Barely a month after rolling out registrations of drones in December, Union Ministry of Civil Aviation has made public the draft note for Drone policy 2.0 in India, focusing majorly on Beyond Visual Line of Sight (BVLOS) operations.
The draft note talks about rules and regulations that will bind operations of drones in public spaces, especially on commercial scale. It further noted that rules governing operations of drones will either be "introduced as an amendment to the existing civil aviation regulations (CAR) 1.0 or it may also be introduced as separate set of Civil Aviation Requirements notwithstanding the conditions laid down under CAR 1.0".
"India is set to become a global leader as far as the drone ecosystem is concerned. It's important for us to have a policy road map and regulations that support the growth of the drone ecosystem," said Jayant Sinha, MoS for Civil Aviation.
The document, which has been made public to invite comments from various quarters, said that India needs to focus on developing an "enabling environment" to promote "commercial use of unmanned aerial services (UAS)".
"Successful implementation of CAR 2.0 for commercial usage of UAS, for operations beyond visual line of sight and for operation of autonomous UAS, is a factor of several combinations including safe and secure airspace for UAS, advance infrastructure to manage the UAS traffic, decentralisation of DigitalSky Platform and allow access to DigitalSky Service Providers ("DSP") for effective management, flexibility to adopt ever-changing technology, formulating an ethical framework for autonomous UAVs and innovation of new concepts to suit the varied topographic and demographic profile of India," the draft read.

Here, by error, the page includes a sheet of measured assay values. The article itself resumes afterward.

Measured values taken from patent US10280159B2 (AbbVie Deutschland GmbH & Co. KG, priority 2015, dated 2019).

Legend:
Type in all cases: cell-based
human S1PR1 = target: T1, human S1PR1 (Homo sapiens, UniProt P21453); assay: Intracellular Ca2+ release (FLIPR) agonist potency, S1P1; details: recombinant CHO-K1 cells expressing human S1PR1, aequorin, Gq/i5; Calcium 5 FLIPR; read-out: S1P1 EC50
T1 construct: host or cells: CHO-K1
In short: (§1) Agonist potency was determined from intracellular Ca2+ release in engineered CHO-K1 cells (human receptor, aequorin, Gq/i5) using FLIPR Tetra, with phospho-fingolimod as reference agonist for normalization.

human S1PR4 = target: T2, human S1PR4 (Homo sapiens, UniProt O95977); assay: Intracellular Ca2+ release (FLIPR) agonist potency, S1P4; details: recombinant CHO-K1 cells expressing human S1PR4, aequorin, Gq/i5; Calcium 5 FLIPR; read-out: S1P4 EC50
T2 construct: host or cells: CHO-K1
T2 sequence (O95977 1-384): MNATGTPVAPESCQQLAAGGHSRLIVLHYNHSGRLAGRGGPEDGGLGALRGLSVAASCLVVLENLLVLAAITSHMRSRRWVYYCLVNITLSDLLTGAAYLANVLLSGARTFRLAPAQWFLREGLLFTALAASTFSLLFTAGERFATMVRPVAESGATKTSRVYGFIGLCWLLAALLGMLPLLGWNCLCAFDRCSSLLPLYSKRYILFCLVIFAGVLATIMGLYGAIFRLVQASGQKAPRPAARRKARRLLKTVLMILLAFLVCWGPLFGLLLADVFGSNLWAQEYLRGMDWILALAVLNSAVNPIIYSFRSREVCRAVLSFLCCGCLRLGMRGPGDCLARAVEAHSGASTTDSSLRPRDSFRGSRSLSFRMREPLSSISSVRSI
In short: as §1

India is expected to become a $886 million worth drone market by 2021 even as the global market would stand at $ 21.47 billion.
This requires India to focus on safety and security of drone application, promoting innovations and entrepreneurship coupled with tapping on various business opportunities.
The draft note has suggested developing designated 'drone corridors' for uninterrupted movement of drones, developing airworthiness standards independent of operational and environmental risks, limiting life-cycle of drones, obtaining "Proof of Concept" certificate to operate drones during night and obtaining professional certificates for operating independent drones.
"A UAS Traffic Management (UTM) system should be devised to provide hyper-local and real-time information for managing UAS induced traffic, especially in the Drone Corridors," the document read.
From cargo to humans
Interestingly, the Drone 2.0 policy document talks about usage of drones for delivering goods, human organs and blood.
"The UAS operations will create supply chain relay networks for delivery of payload, transport of temperature sensitive commodities like bodily organs, emergency or just-in-time deliveries of life-saving medicines or safe blood for transfusions and collection of patient specimens for delivery to laboratory for time-sensitive testing," the document said.
While Amazon has used drones to deliver a bag of popcorn in rural England, food delivery portal Zomato has tied up with Techeagle, a drone-based delivery platform to deliver goods in future.
The government is planning to allow 100 percent foreign direct investment (FDI), through automatic route, in the UAS industry to give the necessary impetus to the nascent industry.
The idea of Drone 2.0 is to go beyond basic divisions of drones and adopt rules for commercial application.